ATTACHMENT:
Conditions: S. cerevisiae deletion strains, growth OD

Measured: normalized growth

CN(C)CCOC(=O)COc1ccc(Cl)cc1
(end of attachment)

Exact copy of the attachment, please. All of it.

Conditions: S. cerevisiae deletion strains, growth OD

Measured: normalized growth

CN(C)CCOC(=O)COc1ccc(Cl)cc1